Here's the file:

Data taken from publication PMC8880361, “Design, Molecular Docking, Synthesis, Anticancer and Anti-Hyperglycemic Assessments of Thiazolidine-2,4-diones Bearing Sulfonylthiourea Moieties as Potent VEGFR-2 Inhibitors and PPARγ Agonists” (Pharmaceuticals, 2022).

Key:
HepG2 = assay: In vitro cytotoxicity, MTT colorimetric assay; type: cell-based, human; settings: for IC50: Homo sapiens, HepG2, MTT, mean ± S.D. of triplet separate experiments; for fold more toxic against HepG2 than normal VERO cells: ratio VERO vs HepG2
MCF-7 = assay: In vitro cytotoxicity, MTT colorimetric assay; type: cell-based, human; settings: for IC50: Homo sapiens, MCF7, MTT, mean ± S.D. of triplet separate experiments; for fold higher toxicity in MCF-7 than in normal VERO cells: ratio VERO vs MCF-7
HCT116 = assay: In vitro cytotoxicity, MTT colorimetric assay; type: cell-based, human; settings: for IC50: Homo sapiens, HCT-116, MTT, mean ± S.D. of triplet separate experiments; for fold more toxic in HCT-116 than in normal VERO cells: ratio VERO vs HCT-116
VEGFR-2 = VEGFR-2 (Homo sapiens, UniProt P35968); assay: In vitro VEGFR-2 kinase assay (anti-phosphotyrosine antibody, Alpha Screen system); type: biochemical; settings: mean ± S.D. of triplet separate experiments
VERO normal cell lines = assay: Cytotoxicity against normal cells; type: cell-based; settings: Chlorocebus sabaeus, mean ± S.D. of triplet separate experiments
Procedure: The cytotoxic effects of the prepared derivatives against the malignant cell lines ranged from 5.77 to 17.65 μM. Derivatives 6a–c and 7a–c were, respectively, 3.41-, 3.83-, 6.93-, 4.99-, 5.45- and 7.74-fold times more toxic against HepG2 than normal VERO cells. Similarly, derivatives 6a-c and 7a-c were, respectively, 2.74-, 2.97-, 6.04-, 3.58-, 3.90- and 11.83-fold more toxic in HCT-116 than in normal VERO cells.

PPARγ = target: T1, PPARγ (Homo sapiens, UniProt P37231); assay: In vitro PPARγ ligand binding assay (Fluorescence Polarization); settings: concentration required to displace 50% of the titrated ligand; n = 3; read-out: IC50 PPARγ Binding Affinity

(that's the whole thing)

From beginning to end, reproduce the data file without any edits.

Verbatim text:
Data taken from publication PMC8880361, “Design, Molecular Docking, Synthesis, Anticancer and Anti-Hyperglycemic Assessments of Thiazolidine-2,4-diones Bearing Sulfonylthiourea Moieties as Potent VEGFR-2 Inhibitors and PPARγ Agonists” (Pharmaceuticals, 2022).

Key:
HepG2 = assay: In vitro cytotoxicity, MTT colorimetric assay; type: cell-based, human; settings: for IC50: Homo sapiens, HepG2, MTT, mean ± S.D. of triplet separate experiments; for fold more toxic against HepG2 than normal VERO cells: ratio VERO vs HepG2
MCF-7 = assay: In vitro cytotoxicity, MTT colorimetric assay; type: cell-based, human; settings: for IC50: Homo sapiens, MCF7, MTT, mean ± S.D. of triplet separate experiments; for fold higher toxicity in MCF-7 than in normal VERO cells: ratio VERO vs MCF-7
HCT116 = assay: In vitro cytotoxicity, MTT colorimetric assay; type: cell-based, human; settings: for IC50: Homo sapiens, HCT-116, MTT, mean ± S.D. of triplet separate experiments; for fold more toxic in HCT-116 than in normal VERO cells: ratio VERO vs HCT-116
VEGFR-2 = VEGFR-2 (Homo sapiens, UniProt P35968); assay: In vitro VEGFR-2 kinase assay (anti-phosphotyrosine antibody, Alpha Screen system); type: biochemical; settings: mean ± S.D. of triplet separate experiments
VERO normal cell lines = assay: Cytotoxicity against normal cells; type: cell-based; settings: Chlorocebus sabaeus, mean ± S.D. of triplet separate experiments
Procedure: The cytotoxic effects of the prepared derivatives against the malignant cell lines ranged from 5.77 to 17.65 μM. Derivatives 6a–c and 7a–c were, respectively, 3.41-, 3.83-, 6.93-, 4.99-, 5.45- and 7.74-fold times more toxic against HepG2 than normal VERO cells. Similarly, derivatives 6a-c and 7a-c were, respectively, 2.74-, 2.97-, 6.04-, 3.58-, 3.90- and 11.83-fold more toxic in HCT-116 than in normal VERO cells.

PPARγ = target: T1, PPARγ (Homo sapiens, UniProt P37231); assay: In vitro PPARγ ligand binding assay (Fluorescence Polarization); settings: concentration required to displace 50% of the titrated ligand; n = 3; read-out: IC50 PPARγ Binding Affinity